Adam patted Adrian on his shoulder then ruffled his hair. “I got some stuff to do, so go home with Grandpa, and I’ll come to pick you up when I’m done; okay?”
Adrian nodded, and Adam walked down the open staircase from the second floor. Freed from the calm layer surrounding his wife’s bedside, the feelings of anger, the gleaming sense of frustration, returned. It was something more than the celestial injustice. It was his stand-point. Up until then he’d fuelled Elena with love, but now she had fallen into a stage where he could no longer reach her. Faced with a wife who did nothing, he felt he had nothing more to give, except fulfilling his parental responsibilities toward Adrian.
“Good morning, Adam,” said Father Isaia.
“Good morning, Father. Thank you for coming on such short notice.”
By now Adam’s anger and frustration had morphed into downright fear. Elena’s headaches had progressed to seizures, then to hallucinations. She began to hear voices which told her that she was damned and that she should kill herself. Various doctors had determined that she suffered from postpartum depression and was considering suicide.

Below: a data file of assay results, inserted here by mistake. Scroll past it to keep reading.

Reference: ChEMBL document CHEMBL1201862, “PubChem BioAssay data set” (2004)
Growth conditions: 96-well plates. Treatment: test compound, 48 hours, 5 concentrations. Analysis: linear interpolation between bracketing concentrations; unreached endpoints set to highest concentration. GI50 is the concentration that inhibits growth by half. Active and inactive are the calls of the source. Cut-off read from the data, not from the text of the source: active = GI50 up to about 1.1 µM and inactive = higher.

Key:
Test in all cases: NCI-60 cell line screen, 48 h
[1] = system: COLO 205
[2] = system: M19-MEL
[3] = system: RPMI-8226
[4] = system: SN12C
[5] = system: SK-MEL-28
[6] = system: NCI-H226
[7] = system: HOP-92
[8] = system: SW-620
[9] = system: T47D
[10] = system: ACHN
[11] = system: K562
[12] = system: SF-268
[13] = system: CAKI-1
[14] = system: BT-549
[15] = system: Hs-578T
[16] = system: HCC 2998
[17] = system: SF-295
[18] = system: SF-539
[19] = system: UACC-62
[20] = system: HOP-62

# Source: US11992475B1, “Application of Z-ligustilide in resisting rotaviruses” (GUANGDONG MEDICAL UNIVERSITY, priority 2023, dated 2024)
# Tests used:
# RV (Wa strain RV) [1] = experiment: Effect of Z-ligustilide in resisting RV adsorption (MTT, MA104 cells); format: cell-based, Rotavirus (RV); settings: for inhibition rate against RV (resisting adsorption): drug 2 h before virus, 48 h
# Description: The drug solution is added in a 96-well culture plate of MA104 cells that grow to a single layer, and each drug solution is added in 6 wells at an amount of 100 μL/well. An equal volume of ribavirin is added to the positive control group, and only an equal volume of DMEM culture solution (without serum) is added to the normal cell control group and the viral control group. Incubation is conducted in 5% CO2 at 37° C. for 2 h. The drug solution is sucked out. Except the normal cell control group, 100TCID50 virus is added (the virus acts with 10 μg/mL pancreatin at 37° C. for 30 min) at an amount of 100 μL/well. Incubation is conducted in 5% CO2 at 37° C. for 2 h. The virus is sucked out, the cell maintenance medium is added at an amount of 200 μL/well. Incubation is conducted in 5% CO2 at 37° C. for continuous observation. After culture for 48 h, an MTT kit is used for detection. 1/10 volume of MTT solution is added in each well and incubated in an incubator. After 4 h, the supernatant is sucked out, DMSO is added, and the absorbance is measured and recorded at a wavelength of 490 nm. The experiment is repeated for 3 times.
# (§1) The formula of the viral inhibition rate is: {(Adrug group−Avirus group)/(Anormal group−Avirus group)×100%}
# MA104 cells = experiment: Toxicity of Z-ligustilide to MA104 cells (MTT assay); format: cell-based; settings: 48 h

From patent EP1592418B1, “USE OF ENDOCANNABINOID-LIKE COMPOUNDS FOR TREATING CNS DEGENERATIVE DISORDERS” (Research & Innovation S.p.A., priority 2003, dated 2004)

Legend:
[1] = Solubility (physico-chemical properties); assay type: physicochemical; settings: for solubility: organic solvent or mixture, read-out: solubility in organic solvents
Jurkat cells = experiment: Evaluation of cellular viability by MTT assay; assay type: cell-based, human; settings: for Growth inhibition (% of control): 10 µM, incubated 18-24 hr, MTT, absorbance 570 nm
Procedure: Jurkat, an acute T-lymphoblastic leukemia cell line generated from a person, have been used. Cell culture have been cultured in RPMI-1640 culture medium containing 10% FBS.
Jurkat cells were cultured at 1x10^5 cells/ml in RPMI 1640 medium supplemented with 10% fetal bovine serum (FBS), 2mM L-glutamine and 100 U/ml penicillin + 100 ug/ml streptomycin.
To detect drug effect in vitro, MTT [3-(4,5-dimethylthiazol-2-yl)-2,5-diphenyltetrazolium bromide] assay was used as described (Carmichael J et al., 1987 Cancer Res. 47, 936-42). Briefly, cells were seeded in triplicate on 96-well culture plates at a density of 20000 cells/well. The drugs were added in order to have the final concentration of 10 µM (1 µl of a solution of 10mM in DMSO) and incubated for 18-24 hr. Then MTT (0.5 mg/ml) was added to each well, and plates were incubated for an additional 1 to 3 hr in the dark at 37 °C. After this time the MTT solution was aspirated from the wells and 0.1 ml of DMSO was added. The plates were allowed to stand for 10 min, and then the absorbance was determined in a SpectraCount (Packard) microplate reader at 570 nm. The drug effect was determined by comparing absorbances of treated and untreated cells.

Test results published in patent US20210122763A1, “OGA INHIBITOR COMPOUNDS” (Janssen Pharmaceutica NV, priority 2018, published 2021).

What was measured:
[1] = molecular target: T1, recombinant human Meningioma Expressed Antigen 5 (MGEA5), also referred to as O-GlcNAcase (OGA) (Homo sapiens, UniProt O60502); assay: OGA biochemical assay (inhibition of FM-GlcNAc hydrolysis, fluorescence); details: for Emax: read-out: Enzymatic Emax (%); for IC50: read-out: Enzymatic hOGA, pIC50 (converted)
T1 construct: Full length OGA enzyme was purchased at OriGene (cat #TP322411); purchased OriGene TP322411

For the next few months, she was in and out of different hospitals and treatment centers, but her medication only made her hallucinations worse.
After the family had decided to bring her home for good, Carolina suggested bringing a priest to pray over Elena, and with no other available options, Adam had agreed.
Anything, if it can help, he’d thought so they had called Father Isaia.
“Oh, no worries. I wish it were under different circumstances,” Father Isaia said, breaking into Adam’s thick thoughts. “How is she?” he asked, as he began to prepare for his prayer.
“Not good. I’m scared, Father,” Adam said, a sense of panic rising within him.